Democratic lawmakers grilled Secretary of State John Kerry, Energy Secretary Ernest Moniz, and Treasury Secretary Jack Lew on various aspects of the Iran nuclear deal at a House Foreign Affairs Committee hearing on Tuesday. Ranking Member Eliot Engel (D-N.Y.) said, “I continue to have concerns that international inspectors will not have immediate access to undeclared sites…That potential length of time [24 days or more] gives me pause. I’d like to know how we can be sure Iran cannot use these delays to sanitize sites and get away with breaking the rules. Already, we’re seeing Iran’s leadership declare that military sites will be off-limits to inspectors.” Brad Sherman (D-Calif.) expressed his concern that there are “a number of entities listed…for their nuclear activities [set to receive sanctions relief] that deserve to be listed for their terrorist activities, it’s just you haven’t had time to put them on that second list.” Ted Deutch (D-Fla.) brought up the question of possible military dimensions (PMDs): “If we don’t address PMD…, then it’s impossible for us to believe that the IAEA will have the credibility it needs going forward.” Deutch is also perturbed by the cash windfall that will accrue to Iran as part of the deal: “It’s been reported that $200 million a year is the amount that they use to fund Hezbollah. So if only $1 billion…were to go to Hezbollah, we would double the amount of support for five years, at which time the arms embargo comes off and they’re considerably more dangerous.”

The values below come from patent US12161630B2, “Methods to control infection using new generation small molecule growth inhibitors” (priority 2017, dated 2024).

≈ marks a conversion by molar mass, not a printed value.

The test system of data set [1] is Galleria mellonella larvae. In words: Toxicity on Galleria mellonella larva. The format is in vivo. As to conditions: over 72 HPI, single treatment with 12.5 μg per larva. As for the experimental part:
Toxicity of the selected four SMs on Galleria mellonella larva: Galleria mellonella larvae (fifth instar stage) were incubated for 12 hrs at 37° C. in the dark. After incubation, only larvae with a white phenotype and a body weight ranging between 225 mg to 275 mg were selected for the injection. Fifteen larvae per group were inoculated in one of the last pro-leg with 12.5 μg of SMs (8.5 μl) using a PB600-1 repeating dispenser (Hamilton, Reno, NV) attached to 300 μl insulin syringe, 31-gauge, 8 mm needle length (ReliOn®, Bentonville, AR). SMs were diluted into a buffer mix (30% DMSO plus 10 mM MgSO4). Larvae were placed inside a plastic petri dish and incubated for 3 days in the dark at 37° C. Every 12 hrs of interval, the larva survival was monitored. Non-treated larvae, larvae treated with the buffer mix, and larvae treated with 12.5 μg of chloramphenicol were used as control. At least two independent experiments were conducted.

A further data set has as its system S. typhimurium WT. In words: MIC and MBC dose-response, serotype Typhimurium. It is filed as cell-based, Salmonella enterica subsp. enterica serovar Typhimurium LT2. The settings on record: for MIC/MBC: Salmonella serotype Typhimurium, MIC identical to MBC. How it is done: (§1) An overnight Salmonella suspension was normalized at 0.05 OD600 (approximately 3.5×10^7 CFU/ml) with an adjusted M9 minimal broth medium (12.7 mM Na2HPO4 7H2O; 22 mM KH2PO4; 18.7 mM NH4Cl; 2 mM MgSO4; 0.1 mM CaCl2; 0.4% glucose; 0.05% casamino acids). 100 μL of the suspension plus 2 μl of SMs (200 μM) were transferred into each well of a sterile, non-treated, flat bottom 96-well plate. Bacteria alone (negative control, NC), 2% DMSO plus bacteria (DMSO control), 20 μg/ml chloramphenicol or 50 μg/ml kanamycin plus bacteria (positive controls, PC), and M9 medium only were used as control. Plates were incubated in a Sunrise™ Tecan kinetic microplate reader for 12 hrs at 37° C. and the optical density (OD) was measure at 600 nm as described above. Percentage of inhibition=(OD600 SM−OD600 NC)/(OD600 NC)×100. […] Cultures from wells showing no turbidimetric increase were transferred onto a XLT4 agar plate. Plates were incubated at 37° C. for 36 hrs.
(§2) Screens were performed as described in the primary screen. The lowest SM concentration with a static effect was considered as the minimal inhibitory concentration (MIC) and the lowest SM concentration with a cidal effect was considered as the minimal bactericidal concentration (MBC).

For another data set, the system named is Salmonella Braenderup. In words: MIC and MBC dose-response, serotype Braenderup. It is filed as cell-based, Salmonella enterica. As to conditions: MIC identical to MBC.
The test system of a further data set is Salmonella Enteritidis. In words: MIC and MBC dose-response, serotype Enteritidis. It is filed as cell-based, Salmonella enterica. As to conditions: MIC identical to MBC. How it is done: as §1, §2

David Cicilline (D-R.I.) questioned the fact that, while the IAEA is to submit its report on whether or not Iran has addressed its concerns on PMDs by December 15, Congress will have to vote whether or not to support the deal at an earlier date. Alan Grayson (D-Fla.) asked Secretary Kerry, “Will implementation of the agreement increase Iran’s support for terrorism?”, to which Kerry responded, “We have no way to know. I presume, in some places, possibly, only in the sense that they are committed to certain things that we interpret as terrorism, they don’t, and we’re going to continue to conflict on those issues.”
The poll, which is the most extensive survey of American Jews and their views on the Iran nuclear deal to date, showed that 47 percent of respondents oppose the nuclear deal, with 44 percent in favor. But when given further background on the deal and its implications, that margin jumped to 58 percent disapproval and only 30 percent approval. The poll was produced on behalf of The Israel Project, which publishes The Tower.
Earlier today, Algemeiner broke excerpts of the poll earlier, comparing it to less rigorous polling data about the Jewish American community that has been circulating lately. In addition to showing significant opposition to the deal, today’s poll shows, in the words of Algemeiner, “that the more [American Jews] know about it, the less they like it.”
The survey of 1,034 people was conducted by Olive Tree Strategies on behalf of pro-Israel advocacy group The Israel Project. It claims a margin of error of 3 percent, and is the most extensive yet to be conducted on the issue. It comes as a wide array of U.S. Jewish groups have announced opposition to the deal, which is believed to endanger Israel and U.S. security. …